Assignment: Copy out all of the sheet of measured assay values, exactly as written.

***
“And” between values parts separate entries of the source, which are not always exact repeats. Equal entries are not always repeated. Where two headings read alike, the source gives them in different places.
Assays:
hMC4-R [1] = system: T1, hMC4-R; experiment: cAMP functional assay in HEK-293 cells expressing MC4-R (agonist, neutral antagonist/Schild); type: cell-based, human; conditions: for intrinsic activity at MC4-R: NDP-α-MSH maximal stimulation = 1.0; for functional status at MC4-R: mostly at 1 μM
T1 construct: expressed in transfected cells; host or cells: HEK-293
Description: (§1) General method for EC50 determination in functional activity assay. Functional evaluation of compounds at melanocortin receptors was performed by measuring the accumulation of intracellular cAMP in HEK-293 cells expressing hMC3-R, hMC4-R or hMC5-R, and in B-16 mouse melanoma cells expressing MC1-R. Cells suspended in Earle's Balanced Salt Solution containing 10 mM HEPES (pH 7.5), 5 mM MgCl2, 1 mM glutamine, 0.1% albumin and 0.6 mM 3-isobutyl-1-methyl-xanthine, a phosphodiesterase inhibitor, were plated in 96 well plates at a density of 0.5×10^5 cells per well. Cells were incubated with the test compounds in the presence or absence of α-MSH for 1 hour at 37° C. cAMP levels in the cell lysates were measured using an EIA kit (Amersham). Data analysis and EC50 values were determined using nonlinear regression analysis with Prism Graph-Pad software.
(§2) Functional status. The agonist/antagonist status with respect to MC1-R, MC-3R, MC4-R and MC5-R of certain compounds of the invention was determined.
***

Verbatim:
“And” between values parts separate entries of the source, which are not always exact repeats. Equal entries are not always repeated. Where two headings read alike, the source gives them in different places.
Assays:
hMC4-R [1] = system: T1, hMC4-R; experiment: cAMP functional assay in HEK-293 cells expressing MC4-R (agonist, neutral antagonist/Schild); type: cell-based, human; conditions: for intrinsic activity at MC4-R: NDP-α-MSH maximal stimulation = 1.0; for functional status at MC4-R: mostly at 1 μM
T1 construct: expressed in transfected cells; host or cells: HEK-293
Description: (§1) General method for EC50 determination in functional activity assay. Functional evaluation of compounds at melanocortin receptors was performed by measuring the accumulation of intracellular cAMP in HEK-293 cells expressing hMC3-R, hMC4-R or hMC5-R, and in B-16 mouse melanoma cells expressing MC1-R. Cells suspended in Earle's Balanced Salt Solution containing 10 mM HEPES (pH 7.5), 5 mM MgCl2, 1 mM glutamine, 0.1% albumin and 0.6 mM 3-isobutyl-1-methyl-xanthine, a phosphodiesterase inhibitor, were plated in 96 well plates at a density of 0.5×10^5 cells per well. Cells were incubated with the test compounds in the presence or absence of α-MSH for 1 hour at 37° C. cAMP levels in the cell lysates were measured using an EIA kit (Amersham). Data analysis and EC50 values were determined using nonlinear regression analysis with Prism Graph-Pad software.
(§2) Functional status. The agonist/antagonist status with respect to MC1-R, MC-3R, MC4-R and MC5-R of certain compounds of the invention was determined.